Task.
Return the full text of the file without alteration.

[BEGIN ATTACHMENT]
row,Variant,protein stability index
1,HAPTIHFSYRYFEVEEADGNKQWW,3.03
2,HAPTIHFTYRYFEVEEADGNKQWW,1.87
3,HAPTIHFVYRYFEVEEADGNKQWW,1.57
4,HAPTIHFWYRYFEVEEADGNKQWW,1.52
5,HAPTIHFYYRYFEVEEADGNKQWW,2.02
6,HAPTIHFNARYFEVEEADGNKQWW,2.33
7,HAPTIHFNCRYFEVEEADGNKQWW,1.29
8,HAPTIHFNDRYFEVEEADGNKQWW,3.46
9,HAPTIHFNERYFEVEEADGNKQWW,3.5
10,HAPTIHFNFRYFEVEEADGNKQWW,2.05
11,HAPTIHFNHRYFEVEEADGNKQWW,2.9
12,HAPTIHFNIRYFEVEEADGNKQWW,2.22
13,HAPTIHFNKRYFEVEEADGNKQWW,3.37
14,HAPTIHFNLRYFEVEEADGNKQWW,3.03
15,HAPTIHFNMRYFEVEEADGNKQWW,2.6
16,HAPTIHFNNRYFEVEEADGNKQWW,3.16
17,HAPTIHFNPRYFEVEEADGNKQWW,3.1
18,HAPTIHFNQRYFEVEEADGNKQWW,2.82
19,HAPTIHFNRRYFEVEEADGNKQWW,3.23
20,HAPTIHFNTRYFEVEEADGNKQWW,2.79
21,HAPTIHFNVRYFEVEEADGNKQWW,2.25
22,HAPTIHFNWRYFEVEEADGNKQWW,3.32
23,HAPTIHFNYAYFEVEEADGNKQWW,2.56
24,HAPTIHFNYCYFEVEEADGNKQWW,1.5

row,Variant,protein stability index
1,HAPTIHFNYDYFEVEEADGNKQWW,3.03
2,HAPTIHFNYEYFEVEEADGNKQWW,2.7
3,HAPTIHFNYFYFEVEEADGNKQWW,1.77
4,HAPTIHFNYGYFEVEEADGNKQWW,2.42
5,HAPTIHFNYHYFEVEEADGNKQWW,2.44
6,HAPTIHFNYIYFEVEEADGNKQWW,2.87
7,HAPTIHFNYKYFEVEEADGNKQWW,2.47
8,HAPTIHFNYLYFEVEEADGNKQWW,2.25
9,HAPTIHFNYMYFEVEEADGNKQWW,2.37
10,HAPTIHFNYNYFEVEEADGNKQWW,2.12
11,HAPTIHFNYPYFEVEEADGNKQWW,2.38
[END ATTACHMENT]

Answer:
row,Variant,protein stability index
1,HAPTIHFSYRYFEVEEADGNKQWW,3.03
2,HAPTIHFTYRYFEVEEADGNKQWW,1.87
3,HAPTIHFVYRYFEVEEADGNKQWW,1.57
4,HAPTIHFWYRYFEVEEADGNKQWW,1.52
5,HAPTIHFYYRYFEVEEADGNKQWW,2.02
6,HAPTIHFNARYFEVEEADGNKQWW,2.33
7,HAPTIHFNCRYFEVEEADGNKQWW,1.29
8,HAPTIHFNDRYFEVEEADGNKQWW,3.46
9,HAPTIHFNERYFEVEEADGNKQWW,3.5
10,HAPTIHFNFRYFEVEEADGNKQWW,2.05
11,HAPTIHFNHRYFEVEEADGNKQWW,2.9
12,HAPTIHFNIRYFEVEEADGNKQWW,2.22
13,HAPTIHFNKRYFEVEEADGNKQWW,3.37
14,HAPTIHFNLRYFEVEEADGNKQWW,3.03
15,HAPTIHFNMRYFEVEEADGNKQWW,2.6
16,HAPTIHFNNRYFEVEEADGNKQWW,3.16
17,HAPTIHFNPRYFEVEEADGNKQWW,3.1
18,HAPTIHFNQRYFEVEEADGNKQWW,2.82
19,HAPTIHFNRRYFEVEEADGNKQWW,3.23
20,HAPTIHFNTRYFEVEEADGNKQWW,2.79
21,HAPTIHFNVRYFEVEEADGNKQWW,2.25
22,HAPTIHFNWRYFEVEEADGNKQWW,3.32
23,HAPTIHFNYAYFEVEEADGNKQWW,2.56
24,HAPTIHFNYCYFEVEEADGNKQWW,1.5

row,Variant,protein stability index
1,HAPTIHFNYDYFEVEEADGNKQWW,3.03
2,HAPTIHFNYEYFEVEEADGNKQWW,2.7
3,HAPTIHFNYFYFEVEEADGNKQWW,1.77
4,HAPTIHFNYGYFEVEEADGNKQWW,2.42
5,HAPTIHFNYHYFEVEEADGNKQWW,2.44
6,HAPTIHFNYIYFEVEEADGNKQWW,2.87
7,HAPTIHFNYKYFEVEEADGNKQWW,2.47
8,HAPTIHFNYLYFEVEEADGNKQWW,2.25
9,HAPTIHFNYMYFEVEEADGNKQWW,2.37
10,HAPTIHFNYNYFEVEEADGNKQWW,2.12
11,HAPTIHFNYPYFEVEEADGNKQWW,2.38